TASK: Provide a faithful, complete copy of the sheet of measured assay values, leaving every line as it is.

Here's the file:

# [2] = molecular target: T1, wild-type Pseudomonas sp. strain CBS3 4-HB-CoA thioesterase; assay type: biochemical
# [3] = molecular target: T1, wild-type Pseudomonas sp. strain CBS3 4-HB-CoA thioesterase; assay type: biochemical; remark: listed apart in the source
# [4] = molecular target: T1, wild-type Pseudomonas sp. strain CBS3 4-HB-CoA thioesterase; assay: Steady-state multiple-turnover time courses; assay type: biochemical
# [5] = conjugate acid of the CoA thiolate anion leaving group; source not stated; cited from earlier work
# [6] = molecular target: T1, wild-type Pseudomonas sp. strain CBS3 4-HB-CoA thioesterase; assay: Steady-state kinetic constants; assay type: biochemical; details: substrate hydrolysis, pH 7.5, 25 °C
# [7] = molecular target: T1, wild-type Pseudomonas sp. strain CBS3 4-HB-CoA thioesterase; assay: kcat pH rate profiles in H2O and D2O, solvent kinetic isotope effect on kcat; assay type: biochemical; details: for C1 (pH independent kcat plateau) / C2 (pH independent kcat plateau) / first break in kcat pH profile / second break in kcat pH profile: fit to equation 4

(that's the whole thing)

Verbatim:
# [2] = molecular target: T1, wild-type Pseudomonas sp. strain CBS3 4-HB-CoA thioesterase; assay type: biochemical
# [3] = molecular target: T1, wild-type Pseudomonas sp. strain CBS3 4-HB-CoA thioesterase; assay type: biochemical; remark: listed apart in the source
# [4] = molecular target: T1, wild-type Pseudomonas sp. strain CBS3 4-HB-CoA thioesterase; assay: Steady-state multiple-turnover time courses; assay type: biochemical
# [5] = conjugate acid of the CoA thiolate anion leaving group; source not stated; cited from earlier work
# [6] = molecular target: T1, wild-type Pseudomonas sp. strain CBS3 4-HB-CoA thioesterase; assay: Steady-state kinetic constants; assay type: biochemical; details: substrate hydrolysis, pH 7.5, 25 °C
# [7] = molecular target: T1, wild-type Pseudomonas sp. strain CBS3 4-HB-CoA thioesterase; assay: kcat pH rate profiles in H2O and D2O, solvent kinetic isotope effect on kcat; assay type: biochemical; details: for C1 (pH independent kcat plateau) / C2 (pH independent kcat plateau) / first break in kcat pH profile / second break in kcat pH profile: fit to equation 4